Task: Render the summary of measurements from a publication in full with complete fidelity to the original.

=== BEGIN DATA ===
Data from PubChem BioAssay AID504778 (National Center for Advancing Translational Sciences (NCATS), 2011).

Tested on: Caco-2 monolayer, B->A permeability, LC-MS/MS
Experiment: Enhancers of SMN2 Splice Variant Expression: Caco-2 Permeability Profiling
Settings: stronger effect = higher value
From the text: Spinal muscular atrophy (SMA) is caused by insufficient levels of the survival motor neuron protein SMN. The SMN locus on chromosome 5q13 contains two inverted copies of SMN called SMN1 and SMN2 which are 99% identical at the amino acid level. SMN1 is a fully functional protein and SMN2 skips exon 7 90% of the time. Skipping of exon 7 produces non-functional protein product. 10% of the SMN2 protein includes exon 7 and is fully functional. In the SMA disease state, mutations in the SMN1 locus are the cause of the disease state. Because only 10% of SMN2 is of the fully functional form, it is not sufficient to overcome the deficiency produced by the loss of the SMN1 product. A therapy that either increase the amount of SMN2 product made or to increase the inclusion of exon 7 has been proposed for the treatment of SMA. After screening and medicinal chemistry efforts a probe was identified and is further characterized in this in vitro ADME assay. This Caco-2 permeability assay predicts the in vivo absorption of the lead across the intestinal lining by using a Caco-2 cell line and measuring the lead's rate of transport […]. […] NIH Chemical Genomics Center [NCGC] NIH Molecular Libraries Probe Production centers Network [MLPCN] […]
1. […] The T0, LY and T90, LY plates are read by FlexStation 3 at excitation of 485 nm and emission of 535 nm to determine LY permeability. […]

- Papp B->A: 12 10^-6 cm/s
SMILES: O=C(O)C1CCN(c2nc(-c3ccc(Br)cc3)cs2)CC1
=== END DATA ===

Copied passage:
Data from PubChem BioAssay AID504778 (National Center for Advancing Translational Sciences (NCATS), 2011).

Tested on: Caco-2 monolayer, B->A permeability, LC-MS/MS
Experiment: Enhancers of SMN2 Splice Variant Expression: Caco-2 Permeability Profiling
Settings: stronger effect = higher value
From the text: Spinal muscular atrophy (SMA) is caused by insufficient levels of the survival motor neuron protein SMN. The SMN locus on chromosome 5q13 contains two inverted copies of SMN called SMN1 and SMN2 which are 99% identical at the amino acid level. SMN1 is a fully functional protein and SMN2 skips exon 7 90% of the time. Skipping of exon 7 produces non-functional protein product. 10% of the SMN2 protein includes exon 7 and is fully functional. In the SMA disease state, mutations in the SMN1 locus are the cause of the disease state. Because only 10% of SMN2 is of the fully functional form, it is not sufficient to overcome the deficiency produced by the loss of the SMN1 product. A therapy that either increase the amount of SMN2 product made or to increase the inclusion of exon 7 has been proposed for the treatment of SMA. After screening and medicinal chemistry efforts a probe was identified and is further characterized in this in vitro ADME assay. This Caco-2 permeability assay predicts the in vivo absorption of the lead across the intestinal lining by using a Caco-2 cell line and measuring the lead's rate of transport […]. […] NIH Chemical Genomics Center [NCGC] NIH Molecular Libraries Probe Production centers Network [MLPCN] […]
1. […] The T0, LY and T90, LY plates are read by FlexStation 3 at excitation of 485 nm and emission of 535 nm to determine LY permeability. […]

- Papp B->A: 12 10^-6 cm/s
SMILES: O=C(O)C1CCN(c2nc(-c3ccc(Br)cc3)cs2)CC1